I am really glad we went on this trip and I am already looking forward to the next one.  The countryside is a whole other world compared to the city. A part from a few very bumpy roads it was great to come out and see the landscape where most burkinabe live their lives. That’s all for now – back to Ouaga.



Field trip part one – Bilanga

This week was field trip week. Bargo, our driver Daniel and I left Ouagadougou early in the morning on Tuesday in one of ODE’s pickup trucks. The project that I work on, PAPPDE, is implemented in two municipalities in Eastern Burkina Faso called Bilanga and Matiacoali. Bargo usually goes on field trips once a month to meet his colleagues and se how things are proceeding. Having read a lot about the project I was very excited to see it and meet our colleagues in the east.

Roads in Burkina Faso are of very variable quality. Bigger and more important roads tend to be paved, but there is usually a lot of holes in them. We hadn’t been on the road for more than thirty minutes until one of the front tyres went flat. Fortunately, all of us don’t use the driver’s licence mainly for identification. When I asked Daniel if flat tyres occur often, he replied that it was the first time in February. That’s a yes I guess. In defence of Burkinabe roads, it was something dropped from a truck that pierced the hole.



Bargo and Daniel both seemed familiar with the tricks of the trade.


The first intentional stop was the Bilanga Centre for Girls in High School. High School are not everywhere to be found in Burkina. If you’re from a small village in the Bilanga area, and bound for high school, you may have to travel as much as 100 km to go there. Naturally if you’re from the average rural Burkinabe family, you can’t afford going back and forth to much. So you rent a room in Bilanga town, where the High School is. This is what all girls who went to High School there did before. Some still do. Unfortunately, they faced a broad range of difficulties when renting rooms. Insufficient means to pay the rent, conflicts with landlords and poor safety were some of them. This forced many girls to abandon high school before graduating. If there’s one thing to recall from the development basic course, it is that we do not need women to get less education. The opposite, and lots of it. So ODE raised the problem in Bilanga with Eriks. They agreed to build a centre that would provide housing for girls who came a long way to go to Bilanga’s high School. And here it is.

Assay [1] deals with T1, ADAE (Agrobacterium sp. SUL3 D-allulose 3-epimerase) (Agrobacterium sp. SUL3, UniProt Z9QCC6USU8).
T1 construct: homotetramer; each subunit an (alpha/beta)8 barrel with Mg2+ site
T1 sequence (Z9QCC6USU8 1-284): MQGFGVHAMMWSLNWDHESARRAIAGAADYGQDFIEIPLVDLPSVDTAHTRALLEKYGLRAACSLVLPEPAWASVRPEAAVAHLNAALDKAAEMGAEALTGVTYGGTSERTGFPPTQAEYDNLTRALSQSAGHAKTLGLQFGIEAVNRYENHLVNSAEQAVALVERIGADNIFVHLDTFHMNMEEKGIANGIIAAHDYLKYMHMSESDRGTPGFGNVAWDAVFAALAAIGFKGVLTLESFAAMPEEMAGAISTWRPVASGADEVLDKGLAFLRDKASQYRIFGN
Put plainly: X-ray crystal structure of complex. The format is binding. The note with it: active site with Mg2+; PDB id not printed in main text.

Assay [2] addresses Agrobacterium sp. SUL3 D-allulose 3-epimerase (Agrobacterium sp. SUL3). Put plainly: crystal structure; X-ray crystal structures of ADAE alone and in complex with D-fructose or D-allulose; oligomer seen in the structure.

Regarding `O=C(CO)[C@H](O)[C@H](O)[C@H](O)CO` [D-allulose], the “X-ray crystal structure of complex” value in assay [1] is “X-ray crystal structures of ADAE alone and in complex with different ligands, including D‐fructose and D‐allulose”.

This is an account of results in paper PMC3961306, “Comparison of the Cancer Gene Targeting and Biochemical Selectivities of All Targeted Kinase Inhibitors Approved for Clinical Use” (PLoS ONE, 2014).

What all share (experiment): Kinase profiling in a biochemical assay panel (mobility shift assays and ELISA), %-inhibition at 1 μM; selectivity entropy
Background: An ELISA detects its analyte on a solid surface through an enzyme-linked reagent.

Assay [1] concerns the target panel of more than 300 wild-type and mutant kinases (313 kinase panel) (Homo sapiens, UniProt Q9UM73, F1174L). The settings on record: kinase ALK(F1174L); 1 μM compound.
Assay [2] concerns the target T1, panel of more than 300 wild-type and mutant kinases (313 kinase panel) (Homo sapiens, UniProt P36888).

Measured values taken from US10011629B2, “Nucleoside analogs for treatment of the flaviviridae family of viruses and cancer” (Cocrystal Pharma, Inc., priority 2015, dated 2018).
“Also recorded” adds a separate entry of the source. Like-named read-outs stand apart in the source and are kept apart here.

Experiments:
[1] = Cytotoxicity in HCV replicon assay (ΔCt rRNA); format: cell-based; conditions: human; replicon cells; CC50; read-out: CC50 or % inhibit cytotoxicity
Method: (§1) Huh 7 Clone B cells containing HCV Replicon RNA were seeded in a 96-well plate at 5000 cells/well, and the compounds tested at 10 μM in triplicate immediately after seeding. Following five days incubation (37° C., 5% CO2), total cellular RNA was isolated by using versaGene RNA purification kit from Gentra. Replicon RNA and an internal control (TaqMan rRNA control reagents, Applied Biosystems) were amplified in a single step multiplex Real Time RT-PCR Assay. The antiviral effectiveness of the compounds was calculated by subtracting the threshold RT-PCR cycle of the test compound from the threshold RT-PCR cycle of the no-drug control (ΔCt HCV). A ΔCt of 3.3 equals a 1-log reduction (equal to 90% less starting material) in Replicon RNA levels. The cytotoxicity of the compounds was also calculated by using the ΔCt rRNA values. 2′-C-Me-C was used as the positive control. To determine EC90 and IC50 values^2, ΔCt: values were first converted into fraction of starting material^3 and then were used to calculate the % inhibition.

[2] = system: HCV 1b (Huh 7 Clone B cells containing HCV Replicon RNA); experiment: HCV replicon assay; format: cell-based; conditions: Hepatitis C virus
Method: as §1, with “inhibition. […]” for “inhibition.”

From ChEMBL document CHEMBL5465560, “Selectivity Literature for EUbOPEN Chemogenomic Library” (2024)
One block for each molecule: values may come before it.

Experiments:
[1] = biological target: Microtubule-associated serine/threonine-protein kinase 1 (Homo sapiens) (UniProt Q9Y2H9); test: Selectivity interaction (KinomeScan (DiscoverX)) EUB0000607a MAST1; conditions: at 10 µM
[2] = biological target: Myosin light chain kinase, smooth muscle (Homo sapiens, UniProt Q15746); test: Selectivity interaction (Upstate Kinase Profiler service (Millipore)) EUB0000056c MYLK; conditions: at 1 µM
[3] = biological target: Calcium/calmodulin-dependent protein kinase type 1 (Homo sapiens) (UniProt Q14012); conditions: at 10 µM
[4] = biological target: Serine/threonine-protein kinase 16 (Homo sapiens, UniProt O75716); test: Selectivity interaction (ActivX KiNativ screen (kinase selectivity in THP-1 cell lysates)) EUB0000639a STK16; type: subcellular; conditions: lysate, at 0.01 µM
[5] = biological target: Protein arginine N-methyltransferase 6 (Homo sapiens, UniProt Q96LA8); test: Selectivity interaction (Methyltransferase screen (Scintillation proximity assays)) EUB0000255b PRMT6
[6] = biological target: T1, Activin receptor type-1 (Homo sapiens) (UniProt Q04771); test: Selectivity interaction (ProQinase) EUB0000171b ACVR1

Girls have the right to education, let’s protect them!


Around 40 girls live here during the semester, in a safe and suitable environment to study in. The centre is run in tight cooperation with a parental organisation, which has payed a part of the construction and continues to pay a part of operational costs. The municipality is naturally also involved as a key partner. There’s been a tremendous increase in school enrolment in the last 20 years in Burkina, but that is mainly true for elementary school. High school enrolment remains feeble, especially for girls. I will get back to that later on.

Single stories and very non-industrial chicken.

One good reason to write something acessible to anyone when you’re away like I am, is that it’s a lot easier than trying to give satisfactory answers to everyone who asks how things are. Off course I still want to talk to my friends and family, but having to repeat the same things over and over isn’t gonna benefit neither the sender nor the receiver of the information. That said, another good reason to write is learning. I am here to learn. That is in fact the main objective of my internship. Not only to learn things about the project, children’s rights and development cooperation. I am also here to learn about Burkina Faso and a different culture than my own. Hopefully, this will make me reflect and give me thoughts and ideas which can be useful throughout life.